A public auction of 90 bank-owned homes in Las Vegas attracted 2,500 people Sunday, one of the best crowds for any home auction in the country, Dave Webb of Dallas-based Hudson & Marshall said.
Bidders purchased 87 of the homes at an average of 80 percent to 85 percent of the list price, Webb said. Prices range from $76,000 to $715,000.
The homes are under contract for sale, but still must be approved by the bank.
Webb said auctions are becoming more prevalent in Las Vegas and the rest of the nation. Last year, he had only a dozen homes to auction in Las Vegas.
Next week, he’s got 300 homes to auction in Indiana and Illinois, including 200 in Chicago, and after that he goes to the Southeast for 600 homes on the block in Georgia, Alabama and Tennessee. In September, he returns to Detroit, where foreclosed homes sold for as little as $30,000 earlier this year.
Webb said banks are able to dispose of hundreds of real estate-owned homes at good prices for buyers, which benefits both parties.
“The lenders we work with are familiar with our program. They know we don’t give stuff away,” he said. “The bank still has to approve the bids, but they know what we’re getting is really what it’s worth on auction day.”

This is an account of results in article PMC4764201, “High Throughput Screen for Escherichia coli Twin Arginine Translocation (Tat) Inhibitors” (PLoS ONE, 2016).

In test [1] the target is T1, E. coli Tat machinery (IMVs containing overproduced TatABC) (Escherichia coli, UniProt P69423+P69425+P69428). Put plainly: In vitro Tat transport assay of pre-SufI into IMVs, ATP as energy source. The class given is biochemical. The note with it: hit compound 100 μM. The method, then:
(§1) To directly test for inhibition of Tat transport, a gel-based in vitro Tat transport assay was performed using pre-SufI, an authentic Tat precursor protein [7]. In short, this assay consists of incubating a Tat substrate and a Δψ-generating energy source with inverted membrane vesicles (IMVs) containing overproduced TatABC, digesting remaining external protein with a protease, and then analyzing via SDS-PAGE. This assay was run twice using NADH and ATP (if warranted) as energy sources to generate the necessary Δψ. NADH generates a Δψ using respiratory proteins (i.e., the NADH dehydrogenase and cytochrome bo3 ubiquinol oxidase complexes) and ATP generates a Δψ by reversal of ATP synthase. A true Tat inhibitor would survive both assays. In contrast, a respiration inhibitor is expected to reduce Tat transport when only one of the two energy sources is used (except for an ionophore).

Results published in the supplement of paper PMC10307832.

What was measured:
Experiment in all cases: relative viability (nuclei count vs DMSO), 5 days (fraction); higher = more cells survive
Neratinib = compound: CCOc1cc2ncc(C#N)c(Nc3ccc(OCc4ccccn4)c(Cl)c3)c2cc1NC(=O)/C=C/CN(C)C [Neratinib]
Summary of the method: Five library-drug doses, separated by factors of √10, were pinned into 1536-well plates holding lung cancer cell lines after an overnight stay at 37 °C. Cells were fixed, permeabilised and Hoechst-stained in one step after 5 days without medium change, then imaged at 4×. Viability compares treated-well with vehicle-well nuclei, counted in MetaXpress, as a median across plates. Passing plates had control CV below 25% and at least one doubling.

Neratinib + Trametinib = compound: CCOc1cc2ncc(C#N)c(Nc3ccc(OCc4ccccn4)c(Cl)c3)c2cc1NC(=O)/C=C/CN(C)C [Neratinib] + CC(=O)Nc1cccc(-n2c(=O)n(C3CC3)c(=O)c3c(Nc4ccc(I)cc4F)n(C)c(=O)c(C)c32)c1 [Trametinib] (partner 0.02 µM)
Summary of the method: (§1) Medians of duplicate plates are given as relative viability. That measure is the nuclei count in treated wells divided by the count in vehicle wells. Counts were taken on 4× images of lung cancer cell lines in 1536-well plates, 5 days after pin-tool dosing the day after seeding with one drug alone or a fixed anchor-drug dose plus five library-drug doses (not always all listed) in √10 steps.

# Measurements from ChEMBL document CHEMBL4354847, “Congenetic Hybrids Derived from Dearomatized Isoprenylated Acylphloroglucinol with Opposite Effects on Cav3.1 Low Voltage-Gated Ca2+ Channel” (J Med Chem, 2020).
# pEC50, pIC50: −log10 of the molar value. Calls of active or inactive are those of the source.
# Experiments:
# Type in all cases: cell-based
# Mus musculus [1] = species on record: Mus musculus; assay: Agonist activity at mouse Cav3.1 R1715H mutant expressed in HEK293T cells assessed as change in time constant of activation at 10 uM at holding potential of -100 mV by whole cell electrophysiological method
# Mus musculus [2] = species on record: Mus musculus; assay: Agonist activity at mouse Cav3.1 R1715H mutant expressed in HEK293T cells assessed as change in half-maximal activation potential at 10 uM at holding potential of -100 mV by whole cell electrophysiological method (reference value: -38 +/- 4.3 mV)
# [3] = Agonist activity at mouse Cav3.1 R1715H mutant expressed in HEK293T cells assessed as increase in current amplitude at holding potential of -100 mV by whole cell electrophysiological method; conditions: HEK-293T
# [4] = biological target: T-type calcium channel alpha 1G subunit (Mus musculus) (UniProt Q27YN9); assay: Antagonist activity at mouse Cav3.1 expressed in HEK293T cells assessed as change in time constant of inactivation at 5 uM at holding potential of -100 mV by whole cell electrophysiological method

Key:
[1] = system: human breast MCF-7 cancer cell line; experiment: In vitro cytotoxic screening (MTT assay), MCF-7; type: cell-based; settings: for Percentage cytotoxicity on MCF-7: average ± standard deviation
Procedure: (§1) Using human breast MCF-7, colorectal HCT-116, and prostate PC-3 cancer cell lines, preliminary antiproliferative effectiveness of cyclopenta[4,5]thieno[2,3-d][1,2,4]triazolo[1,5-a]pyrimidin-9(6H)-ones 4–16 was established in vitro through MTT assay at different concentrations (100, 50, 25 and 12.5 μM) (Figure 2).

Andrew Pugh of SellFastLV.com said he attended the auction and was struck that only a few of the homes were offered in an “absolute auction,” which means the bank is under no obligation to accept the price from the high bidder.
“All you’ve really accomplished by being the high bidder is the right to have the bank consider your offer,” Pugh said. “So you can go research these homes ahead of time, attend the auction and be the high bidder and the bank can still say, ‘No thanks.’ Most likely they would counteroffer, but I don’t see how you’re any better off than just making an offer through an agent.”
Webb said Hudson & Marshall will probably be returning to Las Vegas within 90 days and he expects 90 to 100 more homes to be offered at auction.